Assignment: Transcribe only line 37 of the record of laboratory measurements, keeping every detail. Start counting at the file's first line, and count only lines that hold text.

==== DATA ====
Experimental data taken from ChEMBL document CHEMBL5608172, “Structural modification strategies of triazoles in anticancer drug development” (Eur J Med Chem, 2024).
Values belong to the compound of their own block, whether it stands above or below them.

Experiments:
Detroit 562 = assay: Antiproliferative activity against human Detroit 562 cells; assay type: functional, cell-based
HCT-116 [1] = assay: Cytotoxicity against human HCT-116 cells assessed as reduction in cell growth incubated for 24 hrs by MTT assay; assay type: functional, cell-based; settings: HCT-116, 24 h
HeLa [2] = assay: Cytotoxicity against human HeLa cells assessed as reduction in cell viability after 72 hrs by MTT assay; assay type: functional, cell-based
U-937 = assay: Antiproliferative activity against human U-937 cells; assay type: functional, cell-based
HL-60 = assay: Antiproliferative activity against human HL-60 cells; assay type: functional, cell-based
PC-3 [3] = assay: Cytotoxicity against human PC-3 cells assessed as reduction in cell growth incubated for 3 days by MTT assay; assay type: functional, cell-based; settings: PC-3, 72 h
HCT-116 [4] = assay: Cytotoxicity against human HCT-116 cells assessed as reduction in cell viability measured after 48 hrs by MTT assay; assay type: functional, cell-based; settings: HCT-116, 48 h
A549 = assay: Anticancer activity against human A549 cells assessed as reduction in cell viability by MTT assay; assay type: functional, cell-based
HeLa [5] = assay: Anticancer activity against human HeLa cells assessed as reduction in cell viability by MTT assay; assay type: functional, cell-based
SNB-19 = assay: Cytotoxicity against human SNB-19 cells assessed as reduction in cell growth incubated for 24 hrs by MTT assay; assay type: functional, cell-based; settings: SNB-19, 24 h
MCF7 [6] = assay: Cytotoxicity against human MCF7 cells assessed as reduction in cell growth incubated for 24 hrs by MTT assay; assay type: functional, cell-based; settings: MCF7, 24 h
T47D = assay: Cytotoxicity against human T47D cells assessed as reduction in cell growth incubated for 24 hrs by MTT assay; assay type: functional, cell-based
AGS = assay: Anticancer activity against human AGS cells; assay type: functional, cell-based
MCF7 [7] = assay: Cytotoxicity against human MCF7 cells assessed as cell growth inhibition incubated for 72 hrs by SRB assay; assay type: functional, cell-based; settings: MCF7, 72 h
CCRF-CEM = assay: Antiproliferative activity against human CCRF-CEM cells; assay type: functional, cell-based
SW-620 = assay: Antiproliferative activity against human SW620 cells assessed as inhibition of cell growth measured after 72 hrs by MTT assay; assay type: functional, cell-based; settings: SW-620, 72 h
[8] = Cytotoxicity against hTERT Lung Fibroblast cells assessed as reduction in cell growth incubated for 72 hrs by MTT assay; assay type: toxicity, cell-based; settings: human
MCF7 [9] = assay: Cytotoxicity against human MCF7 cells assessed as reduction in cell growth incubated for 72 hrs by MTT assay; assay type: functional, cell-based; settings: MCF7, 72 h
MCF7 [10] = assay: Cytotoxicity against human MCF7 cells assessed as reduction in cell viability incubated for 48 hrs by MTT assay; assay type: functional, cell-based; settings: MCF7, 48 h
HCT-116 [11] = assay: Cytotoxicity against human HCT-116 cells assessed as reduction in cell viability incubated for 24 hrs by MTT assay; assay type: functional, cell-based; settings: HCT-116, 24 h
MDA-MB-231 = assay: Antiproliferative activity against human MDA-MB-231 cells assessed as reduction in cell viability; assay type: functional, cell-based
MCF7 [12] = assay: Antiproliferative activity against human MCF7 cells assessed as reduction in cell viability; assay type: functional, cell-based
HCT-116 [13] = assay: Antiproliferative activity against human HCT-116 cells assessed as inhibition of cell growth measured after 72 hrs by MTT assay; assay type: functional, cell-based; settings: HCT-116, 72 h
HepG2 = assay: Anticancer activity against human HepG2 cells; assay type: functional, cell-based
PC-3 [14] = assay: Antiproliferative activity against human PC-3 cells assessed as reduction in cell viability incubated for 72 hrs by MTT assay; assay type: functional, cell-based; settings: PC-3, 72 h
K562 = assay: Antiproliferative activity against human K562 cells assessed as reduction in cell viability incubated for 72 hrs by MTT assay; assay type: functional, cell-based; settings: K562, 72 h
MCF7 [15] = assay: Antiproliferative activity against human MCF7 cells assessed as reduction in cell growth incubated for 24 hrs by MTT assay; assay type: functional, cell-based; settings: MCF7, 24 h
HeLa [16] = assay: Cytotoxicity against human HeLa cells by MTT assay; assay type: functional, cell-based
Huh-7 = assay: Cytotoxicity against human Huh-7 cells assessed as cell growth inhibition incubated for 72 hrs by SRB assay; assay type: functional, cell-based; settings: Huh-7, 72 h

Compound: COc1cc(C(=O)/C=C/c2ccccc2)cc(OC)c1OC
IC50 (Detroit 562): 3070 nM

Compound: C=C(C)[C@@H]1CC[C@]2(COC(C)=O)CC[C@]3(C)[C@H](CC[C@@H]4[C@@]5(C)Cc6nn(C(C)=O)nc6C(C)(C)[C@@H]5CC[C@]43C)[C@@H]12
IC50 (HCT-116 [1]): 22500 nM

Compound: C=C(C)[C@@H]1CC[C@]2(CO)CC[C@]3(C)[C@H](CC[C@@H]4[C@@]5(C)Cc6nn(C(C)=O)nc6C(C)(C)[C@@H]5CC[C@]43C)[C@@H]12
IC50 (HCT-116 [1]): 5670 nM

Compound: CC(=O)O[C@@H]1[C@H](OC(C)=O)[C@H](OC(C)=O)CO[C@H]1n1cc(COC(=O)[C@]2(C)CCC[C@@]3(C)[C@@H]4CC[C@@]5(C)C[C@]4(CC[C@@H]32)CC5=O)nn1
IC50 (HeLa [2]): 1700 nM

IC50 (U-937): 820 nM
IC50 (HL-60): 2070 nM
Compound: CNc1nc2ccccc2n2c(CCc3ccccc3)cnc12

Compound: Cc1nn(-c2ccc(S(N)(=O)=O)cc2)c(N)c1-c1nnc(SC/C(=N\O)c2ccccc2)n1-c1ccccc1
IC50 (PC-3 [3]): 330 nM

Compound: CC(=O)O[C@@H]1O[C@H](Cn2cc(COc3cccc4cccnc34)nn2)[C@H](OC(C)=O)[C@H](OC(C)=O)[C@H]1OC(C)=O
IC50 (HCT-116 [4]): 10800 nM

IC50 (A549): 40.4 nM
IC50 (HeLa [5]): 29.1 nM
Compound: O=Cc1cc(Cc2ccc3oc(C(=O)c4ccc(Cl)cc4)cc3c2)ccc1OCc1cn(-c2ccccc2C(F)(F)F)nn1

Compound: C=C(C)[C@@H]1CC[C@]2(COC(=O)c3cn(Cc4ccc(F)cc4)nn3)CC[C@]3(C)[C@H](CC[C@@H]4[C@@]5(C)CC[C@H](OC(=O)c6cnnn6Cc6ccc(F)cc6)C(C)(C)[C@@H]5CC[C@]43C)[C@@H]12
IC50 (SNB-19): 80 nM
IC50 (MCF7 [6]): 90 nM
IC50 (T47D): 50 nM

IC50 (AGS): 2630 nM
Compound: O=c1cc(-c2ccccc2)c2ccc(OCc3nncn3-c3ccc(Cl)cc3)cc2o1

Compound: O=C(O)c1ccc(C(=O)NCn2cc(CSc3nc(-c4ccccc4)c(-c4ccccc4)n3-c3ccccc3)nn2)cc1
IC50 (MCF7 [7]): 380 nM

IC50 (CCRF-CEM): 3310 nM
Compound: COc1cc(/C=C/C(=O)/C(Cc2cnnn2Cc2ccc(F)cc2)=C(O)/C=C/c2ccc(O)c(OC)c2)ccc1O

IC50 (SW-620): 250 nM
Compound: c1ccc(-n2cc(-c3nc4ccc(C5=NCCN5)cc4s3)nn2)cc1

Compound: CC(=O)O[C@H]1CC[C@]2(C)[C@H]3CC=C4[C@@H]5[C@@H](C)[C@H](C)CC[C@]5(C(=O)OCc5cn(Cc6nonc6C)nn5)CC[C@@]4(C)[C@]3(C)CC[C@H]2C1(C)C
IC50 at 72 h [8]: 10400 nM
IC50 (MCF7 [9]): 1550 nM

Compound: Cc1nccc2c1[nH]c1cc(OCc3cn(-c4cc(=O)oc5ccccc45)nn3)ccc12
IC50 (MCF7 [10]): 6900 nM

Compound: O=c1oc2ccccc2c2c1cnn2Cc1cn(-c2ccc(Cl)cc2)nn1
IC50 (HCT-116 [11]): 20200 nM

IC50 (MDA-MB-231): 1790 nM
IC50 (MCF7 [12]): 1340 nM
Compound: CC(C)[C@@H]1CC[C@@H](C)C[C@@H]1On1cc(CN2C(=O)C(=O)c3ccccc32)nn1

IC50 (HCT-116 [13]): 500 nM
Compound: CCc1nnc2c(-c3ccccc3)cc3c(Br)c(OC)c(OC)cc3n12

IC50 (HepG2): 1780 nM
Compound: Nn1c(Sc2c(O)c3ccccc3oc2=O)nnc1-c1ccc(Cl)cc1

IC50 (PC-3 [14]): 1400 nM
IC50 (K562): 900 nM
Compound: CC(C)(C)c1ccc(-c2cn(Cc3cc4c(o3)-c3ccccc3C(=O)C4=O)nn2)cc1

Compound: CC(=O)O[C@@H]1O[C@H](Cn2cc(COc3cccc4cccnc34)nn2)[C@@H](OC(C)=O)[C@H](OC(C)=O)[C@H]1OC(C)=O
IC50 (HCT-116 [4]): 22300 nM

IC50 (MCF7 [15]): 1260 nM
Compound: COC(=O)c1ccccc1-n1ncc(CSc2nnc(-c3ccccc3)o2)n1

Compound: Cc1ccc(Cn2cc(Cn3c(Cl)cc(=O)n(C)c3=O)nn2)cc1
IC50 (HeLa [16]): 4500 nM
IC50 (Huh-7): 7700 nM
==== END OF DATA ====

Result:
Compound: C=C(C)[C@@H]1CC[C@]2(CO)CC[C@]3(C)[C@H](CC[C@@H]4[C@@]5(C)Cc6nn(C(C)=O)nc6C(C)(C)[C@@H]5CC[C@]43C)[C@@H]12